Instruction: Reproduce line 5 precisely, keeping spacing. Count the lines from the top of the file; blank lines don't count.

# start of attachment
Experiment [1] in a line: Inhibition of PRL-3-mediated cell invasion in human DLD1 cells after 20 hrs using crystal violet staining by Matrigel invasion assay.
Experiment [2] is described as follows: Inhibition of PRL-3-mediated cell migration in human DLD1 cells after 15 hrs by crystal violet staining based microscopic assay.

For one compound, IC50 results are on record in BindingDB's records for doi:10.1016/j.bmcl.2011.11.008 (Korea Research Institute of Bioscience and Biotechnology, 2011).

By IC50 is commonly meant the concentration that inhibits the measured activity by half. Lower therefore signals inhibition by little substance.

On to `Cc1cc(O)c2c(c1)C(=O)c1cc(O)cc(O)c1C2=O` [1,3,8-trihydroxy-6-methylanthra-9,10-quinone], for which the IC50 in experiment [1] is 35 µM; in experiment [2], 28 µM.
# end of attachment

On to `Cc1cc(O)c2c(c1)C(=O)c1cc(O)cc(O)c1C2=O` [1,3,8-trihydroxy-6-methylanthra-9,10-quinone], for which the IC50 in experiment [1] is 35 µM; in experiment [2], 28 µM.